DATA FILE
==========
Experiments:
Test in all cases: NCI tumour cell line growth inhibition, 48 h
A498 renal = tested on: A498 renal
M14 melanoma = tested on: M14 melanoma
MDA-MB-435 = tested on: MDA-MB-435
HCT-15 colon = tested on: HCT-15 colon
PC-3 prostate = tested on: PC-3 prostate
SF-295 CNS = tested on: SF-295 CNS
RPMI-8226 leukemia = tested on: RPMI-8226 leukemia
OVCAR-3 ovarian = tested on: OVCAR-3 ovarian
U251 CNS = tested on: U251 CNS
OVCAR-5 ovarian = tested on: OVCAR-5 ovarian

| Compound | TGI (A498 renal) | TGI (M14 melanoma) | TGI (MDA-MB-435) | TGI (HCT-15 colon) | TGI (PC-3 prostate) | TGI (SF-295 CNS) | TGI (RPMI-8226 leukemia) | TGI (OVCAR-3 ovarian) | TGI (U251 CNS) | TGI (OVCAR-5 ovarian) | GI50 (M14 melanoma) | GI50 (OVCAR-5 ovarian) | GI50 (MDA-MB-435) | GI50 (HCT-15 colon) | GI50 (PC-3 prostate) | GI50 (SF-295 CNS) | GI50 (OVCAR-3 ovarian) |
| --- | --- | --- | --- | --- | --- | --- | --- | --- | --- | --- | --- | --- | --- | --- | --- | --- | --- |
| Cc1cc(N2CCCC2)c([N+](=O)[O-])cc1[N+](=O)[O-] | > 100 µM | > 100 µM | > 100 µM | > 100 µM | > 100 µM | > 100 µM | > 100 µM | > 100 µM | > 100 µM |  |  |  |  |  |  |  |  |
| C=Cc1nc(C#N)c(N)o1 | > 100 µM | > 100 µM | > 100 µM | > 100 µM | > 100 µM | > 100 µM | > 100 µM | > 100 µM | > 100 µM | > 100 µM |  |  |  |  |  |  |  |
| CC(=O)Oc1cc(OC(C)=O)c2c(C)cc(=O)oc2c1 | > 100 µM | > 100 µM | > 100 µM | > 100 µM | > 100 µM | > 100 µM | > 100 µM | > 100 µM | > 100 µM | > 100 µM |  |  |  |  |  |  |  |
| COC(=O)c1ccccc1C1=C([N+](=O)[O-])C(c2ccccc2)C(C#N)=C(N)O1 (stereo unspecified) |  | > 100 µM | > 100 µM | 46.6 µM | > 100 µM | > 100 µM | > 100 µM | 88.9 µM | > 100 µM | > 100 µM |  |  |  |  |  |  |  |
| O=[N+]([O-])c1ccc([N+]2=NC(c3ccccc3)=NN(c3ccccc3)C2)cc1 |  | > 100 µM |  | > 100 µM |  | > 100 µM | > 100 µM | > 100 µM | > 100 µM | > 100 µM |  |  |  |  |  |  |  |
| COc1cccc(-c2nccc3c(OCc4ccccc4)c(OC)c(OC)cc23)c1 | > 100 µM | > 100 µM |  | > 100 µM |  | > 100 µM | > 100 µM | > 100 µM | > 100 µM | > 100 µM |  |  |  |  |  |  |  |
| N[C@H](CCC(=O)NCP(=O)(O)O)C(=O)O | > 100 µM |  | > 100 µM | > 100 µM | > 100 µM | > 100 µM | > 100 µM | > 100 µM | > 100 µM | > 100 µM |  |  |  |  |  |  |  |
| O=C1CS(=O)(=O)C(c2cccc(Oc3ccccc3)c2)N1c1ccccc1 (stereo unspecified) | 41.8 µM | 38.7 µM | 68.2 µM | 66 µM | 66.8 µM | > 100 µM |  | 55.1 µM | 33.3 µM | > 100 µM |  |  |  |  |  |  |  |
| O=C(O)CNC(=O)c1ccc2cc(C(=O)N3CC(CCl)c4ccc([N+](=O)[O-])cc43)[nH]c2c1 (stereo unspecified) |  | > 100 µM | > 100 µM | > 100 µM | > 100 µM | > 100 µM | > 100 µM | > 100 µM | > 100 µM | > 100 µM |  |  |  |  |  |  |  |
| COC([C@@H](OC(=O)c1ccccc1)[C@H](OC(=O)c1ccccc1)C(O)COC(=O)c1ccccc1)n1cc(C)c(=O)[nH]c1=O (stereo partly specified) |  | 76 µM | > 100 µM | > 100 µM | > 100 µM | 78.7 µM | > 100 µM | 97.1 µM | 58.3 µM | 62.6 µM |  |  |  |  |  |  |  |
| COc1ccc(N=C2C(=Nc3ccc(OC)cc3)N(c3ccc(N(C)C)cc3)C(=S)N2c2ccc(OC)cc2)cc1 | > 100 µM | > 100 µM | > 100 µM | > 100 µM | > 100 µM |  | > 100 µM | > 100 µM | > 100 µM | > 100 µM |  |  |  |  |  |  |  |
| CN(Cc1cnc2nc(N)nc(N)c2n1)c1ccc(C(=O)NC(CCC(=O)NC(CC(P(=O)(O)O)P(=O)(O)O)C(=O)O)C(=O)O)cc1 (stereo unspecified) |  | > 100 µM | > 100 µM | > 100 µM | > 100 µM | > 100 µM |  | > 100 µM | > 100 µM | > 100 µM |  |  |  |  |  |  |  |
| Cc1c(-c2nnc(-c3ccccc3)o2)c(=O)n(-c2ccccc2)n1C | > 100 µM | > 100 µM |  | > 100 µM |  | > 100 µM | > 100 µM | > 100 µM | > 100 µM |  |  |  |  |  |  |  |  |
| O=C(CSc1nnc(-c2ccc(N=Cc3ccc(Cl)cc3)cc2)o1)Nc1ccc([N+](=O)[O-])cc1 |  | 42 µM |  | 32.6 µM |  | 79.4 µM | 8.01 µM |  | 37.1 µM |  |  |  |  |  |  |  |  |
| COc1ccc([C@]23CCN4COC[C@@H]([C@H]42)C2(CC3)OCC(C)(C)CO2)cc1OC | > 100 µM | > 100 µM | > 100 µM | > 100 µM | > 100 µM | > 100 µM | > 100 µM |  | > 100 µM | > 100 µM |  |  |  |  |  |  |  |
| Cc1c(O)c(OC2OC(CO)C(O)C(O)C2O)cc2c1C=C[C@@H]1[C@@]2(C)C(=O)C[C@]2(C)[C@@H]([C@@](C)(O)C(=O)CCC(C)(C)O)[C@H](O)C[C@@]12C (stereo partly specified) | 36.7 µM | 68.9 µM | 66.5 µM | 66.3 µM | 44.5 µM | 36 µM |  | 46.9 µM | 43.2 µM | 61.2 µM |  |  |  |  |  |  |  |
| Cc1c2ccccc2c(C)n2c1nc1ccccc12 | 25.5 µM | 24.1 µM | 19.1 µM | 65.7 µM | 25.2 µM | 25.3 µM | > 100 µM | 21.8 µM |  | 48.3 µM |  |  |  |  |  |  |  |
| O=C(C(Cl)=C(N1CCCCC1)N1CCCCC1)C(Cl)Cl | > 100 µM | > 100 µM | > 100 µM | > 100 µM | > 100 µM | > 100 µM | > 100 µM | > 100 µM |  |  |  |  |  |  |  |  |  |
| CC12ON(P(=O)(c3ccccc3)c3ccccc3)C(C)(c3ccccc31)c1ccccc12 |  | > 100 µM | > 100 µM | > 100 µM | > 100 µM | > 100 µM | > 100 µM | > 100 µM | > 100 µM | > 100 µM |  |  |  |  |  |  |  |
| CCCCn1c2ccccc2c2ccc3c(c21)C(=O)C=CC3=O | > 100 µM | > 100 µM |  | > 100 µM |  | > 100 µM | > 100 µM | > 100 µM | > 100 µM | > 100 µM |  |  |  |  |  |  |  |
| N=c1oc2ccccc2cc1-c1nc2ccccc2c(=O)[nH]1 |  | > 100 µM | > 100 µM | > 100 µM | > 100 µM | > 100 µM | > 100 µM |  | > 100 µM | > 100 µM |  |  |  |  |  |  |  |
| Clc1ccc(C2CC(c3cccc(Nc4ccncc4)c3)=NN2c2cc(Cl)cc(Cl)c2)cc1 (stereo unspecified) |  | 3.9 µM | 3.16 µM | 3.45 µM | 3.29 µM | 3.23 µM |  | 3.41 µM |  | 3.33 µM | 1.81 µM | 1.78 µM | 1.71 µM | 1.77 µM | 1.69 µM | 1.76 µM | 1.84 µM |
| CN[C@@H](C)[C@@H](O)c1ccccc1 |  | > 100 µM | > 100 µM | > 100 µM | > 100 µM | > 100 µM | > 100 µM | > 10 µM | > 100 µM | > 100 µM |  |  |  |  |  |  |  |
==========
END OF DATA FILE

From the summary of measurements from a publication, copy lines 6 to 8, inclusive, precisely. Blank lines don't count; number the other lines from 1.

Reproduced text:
HCT-15 colon = tested on: HCT-15 colon
PC-3 prostate = tested on: PC-3 prostate
SF-295 CNS = tested on: SF-295 CNS